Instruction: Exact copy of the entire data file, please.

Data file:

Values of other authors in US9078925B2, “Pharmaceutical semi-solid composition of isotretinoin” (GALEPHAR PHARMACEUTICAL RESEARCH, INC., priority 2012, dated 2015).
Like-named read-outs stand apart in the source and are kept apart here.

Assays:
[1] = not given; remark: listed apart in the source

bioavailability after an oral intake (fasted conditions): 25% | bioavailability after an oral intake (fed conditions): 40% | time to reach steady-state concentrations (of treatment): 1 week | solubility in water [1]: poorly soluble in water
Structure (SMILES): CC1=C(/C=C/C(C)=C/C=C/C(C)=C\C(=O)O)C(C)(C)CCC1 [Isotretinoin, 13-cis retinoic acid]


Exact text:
Values of other authors in US9078925B2, “Pharmaceutical semi-solid composition of isotretinoin” (GALEPHAR PHARMACEUTICAL RESEARCH, INC., priority 2012, dated 2015).
Like-named read-outs stand apart in the source and are kept apart here.

Assays:
[1] = not given; remark: listed apart in the source

bioavailability after an oral intake (fasted conditions): 25% | bioavailability after an oral intake (fed conditions): 40% | time to reach steady-state concentrations (of treatment): 1 week | solubility in water [1]: poorly soluble in water
Structure (SMILES): CC1=C(/C=C/C(C)=C/C=C/C(C)=C\C(=O)O)C(C)(C)CCC1 [Isotretinoin, 13-cis retinoic acid]